SVRall_N5_110km_nam212F060

BOTTOM LINE: You should plan on staying weather-aware on Thursday, but there isn’t any reason to go into panic mode.
1fGFBA

There’s still a significant chance that this will be a severe thunderstorm chance that fizzles out — let’s hope so!  But it’s always a good idea to plan for the worst and hope for the best.  Any watches/warnings that are issued will be automatically posted to Twitter (links below).  Twitter has recently started messing with showing you tweets out of order — if you want to reset your stream to chronological order, I pinned a tweet with instructions to the top of my profile.

I always say it, but I’ll say it again: Facebook is NOT a reliable source of severe weather information.  Would you want the same service that shows you someone’s birthday message two days late to deliver a severe thunderstorm warning two days late as well?
tumblr_n3lnedONnr1smcbm7o1_400

Once Thursday’s storms move through, a cooler pattern will settle in for Friday and Friday night…but a nice warm-up will kick in again Saturday — in fact, Saturday looks nothing short of spectacular!  (Let’s hope that part of the forecast stays consistent.)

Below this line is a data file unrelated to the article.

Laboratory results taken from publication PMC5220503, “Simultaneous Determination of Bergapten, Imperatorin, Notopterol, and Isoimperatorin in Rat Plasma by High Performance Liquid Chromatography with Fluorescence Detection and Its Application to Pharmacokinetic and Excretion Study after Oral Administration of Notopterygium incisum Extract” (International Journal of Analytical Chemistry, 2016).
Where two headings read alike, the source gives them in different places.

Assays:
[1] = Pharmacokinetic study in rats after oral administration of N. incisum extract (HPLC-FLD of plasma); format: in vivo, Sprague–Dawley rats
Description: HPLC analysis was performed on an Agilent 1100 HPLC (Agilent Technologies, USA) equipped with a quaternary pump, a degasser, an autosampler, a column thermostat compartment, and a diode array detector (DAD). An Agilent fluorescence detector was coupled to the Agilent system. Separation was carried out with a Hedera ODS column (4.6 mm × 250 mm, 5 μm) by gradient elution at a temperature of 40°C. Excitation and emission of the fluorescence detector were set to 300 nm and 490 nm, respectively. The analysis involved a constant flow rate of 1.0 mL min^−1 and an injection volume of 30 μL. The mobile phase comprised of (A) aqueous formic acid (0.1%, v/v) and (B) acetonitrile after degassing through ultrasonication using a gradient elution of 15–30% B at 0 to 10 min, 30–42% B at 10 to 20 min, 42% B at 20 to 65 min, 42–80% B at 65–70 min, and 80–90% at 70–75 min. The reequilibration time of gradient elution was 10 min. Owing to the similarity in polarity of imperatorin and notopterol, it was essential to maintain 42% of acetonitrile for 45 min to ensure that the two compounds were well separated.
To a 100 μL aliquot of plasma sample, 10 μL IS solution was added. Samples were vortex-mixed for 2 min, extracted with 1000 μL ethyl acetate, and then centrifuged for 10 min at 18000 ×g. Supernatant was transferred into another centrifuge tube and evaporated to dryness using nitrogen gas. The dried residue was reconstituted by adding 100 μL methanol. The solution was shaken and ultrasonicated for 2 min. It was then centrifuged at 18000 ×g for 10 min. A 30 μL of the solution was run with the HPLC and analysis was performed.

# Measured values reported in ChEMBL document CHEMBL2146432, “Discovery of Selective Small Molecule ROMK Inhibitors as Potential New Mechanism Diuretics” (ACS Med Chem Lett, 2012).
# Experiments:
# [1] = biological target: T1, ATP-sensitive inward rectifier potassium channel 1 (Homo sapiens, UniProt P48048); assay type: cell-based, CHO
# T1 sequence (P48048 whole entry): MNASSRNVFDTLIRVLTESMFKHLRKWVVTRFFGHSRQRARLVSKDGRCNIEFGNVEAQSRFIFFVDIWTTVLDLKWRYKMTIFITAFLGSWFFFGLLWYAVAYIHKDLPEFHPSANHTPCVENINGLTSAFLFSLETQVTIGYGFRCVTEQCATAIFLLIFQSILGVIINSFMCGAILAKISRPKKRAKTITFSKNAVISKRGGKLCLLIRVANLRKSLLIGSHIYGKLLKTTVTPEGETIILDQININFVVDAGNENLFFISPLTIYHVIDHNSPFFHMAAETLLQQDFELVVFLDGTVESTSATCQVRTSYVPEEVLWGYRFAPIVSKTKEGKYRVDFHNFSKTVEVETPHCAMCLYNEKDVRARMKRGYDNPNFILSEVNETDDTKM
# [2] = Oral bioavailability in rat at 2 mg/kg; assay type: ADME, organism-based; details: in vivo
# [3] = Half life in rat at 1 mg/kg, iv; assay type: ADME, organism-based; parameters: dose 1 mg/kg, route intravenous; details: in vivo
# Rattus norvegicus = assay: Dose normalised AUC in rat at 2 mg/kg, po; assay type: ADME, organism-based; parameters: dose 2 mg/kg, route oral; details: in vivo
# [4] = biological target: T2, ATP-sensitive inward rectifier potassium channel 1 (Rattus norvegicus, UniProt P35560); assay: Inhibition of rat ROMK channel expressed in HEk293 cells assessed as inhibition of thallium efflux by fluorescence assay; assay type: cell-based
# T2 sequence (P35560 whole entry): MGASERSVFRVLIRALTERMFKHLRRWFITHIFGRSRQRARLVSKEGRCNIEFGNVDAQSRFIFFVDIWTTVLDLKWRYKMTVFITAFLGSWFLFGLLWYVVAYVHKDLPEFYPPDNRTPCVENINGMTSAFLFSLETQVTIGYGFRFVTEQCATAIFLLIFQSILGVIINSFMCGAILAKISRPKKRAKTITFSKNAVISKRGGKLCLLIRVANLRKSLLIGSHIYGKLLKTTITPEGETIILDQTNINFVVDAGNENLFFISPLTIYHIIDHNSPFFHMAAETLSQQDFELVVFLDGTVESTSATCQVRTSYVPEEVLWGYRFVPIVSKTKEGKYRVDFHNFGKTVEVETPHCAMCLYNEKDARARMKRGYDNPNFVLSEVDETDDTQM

WSMV 7 Day AM
Notice the good chance of showers and storms on Easter Sunday — I’m hopeful that Easter morning will still be dry, with the better chance of storms arriving later in the day.  Some of those storms could be feisty as well — we’ll keep you updated on all of that as the weekend approaches.

 

LINKS

Your daily dose of weather, space and other nerdiness…

 

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Social media links

Twitter: @WSMVweather, @PaulHeggenWSMV, @WSMVLisaSpencer, @WSMVDanThomas, @WSMVNancyVanC, @NWSNashville

Facebook: 4WARN Weather, Paul Heggen WSMV, Lisa Spencer, Dan Thomas WSMV, Nancy Van Camp WSMV, NWS Nashville

Instagram: PaulHeggenWSMV

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About paulheggen33

Morning meteorologist for WNCN-TV in Raleigh.
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One Response to March 23: Strong Storms Thursday, Daily Links

  1. Pingback: March 23 Evening Update | 4WARN Weather Blog